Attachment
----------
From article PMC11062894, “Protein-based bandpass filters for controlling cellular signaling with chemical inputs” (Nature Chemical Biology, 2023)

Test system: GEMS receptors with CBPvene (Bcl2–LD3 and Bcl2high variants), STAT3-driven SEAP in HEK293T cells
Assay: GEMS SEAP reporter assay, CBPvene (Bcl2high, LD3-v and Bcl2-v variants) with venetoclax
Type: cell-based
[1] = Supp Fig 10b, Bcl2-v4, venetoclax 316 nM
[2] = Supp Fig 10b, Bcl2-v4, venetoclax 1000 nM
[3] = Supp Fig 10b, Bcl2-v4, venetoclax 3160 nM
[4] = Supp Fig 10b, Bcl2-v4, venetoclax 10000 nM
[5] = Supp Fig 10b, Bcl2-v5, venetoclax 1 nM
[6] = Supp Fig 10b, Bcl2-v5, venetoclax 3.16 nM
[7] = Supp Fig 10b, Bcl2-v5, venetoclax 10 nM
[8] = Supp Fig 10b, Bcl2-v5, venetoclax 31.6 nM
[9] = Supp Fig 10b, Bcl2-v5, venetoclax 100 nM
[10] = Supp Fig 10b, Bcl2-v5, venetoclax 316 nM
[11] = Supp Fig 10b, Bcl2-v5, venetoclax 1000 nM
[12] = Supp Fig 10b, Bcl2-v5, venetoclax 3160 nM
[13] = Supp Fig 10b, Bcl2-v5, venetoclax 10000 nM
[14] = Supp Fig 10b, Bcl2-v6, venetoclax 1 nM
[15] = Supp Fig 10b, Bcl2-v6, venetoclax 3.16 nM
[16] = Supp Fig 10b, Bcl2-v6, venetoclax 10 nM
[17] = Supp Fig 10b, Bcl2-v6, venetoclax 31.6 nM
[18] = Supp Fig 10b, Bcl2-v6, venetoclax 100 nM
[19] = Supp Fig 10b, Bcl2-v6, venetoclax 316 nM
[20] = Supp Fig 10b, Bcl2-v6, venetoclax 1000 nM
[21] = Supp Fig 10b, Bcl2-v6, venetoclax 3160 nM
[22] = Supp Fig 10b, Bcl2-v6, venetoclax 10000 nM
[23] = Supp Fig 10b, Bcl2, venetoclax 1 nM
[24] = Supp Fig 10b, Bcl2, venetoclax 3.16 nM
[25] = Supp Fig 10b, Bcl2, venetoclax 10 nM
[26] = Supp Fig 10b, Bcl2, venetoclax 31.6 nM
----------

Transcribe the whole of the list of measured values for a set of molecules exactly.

From article PMC11062894, “Protein-based bandpass filters for controlling cellular signaling with chemical inputs” (Nature Chemical Biology, 2023)

Test system: GEMS receptors with CBPvene (Bcl2–LD3 and Bcl2high variants), STAT3-driven SEAP in HEK293T cells
Assay: GEMS SEAP reporter assay, CBPvene (Bcl2high, LD3-v and Bcl2-v variants) with venetoclax
Type: cell-based
[1] = Supp Fig 10b, Bcl2-v4, venetoclax 316 nM
[2] = Supp Fig 10b, Bcl2-v4, venetoclax 1000 nM
[3] = Supp Fig 10b, Bcl2-v4, venetoclax 3160 nM
[4] = Supp Fig 10b, Bcl2-v4, venetoclax 10000 nM
[5] = Supp Fig 10b, Bcl2-v5, venetoclax 1 nM
[6] = Supp Fig 10b, Bcl2-v5, venetoclax 3.16 nM
[7] = Supp Fig 10b, Bcl2-v5, venetoclax 10 nM
[8] = Supp Fig 10b, Bcl2-v5, venetoclax 31.6 nM
[9] = Supp Fig 10b, Bcl2-v5, venetoclax 100 nM
[10] = Supp Fig 10b, Bcl2-v5, venetoclax 316 nM
[11] = Supp Fig 10b, Bcl2-v5, venetoclax 1000 nM
[12] = Supp Fig 10b, Bcl2-v5, venetoclax 3160 nM
[13] = Supp Fig 10b, Bcl2-v5, venetoclax 10000 nM
[14] = Supp Fig 10b, Bcl2-v6, venetoclax 1 nM
[15] = Supp Fig 10b, Bcl2-v6, venetoclax 3.16 nM
[16] = Supp Fig 10b, Bcl2-v6, venetoclax 10 nM
[17] = Supp Fig 10b, Bcl2-v6, venetoclax 31.6 nM
[18] = Supp Fig 10b, Bcl2-v6, venetoclax 100 nM
[19] = Supp Fig 10b, Bcl2-v6, venetoclax 316 nM
[20] = Supp Fig 10b, Bcl2-v6, venetoclax 1000 nM
[21] = Supp Fig 10b, Bcl2-v6, venetoclax 3160 nM
[22] = Supp Fig 10b, Bcl2-v6, venetoclax 10000 nM
[23] = Supp Fig 10b, Bcl2, venetoclax 1 nM
[24] = Supp Fig 10b, Bcl2, venetoclax 3.16 nM
[25] = Supp Fig 10b, Bcl2, venetoclax 10 nM
[26] = Supp Fig 10b, Bcl2, venetoclax 31.6 nM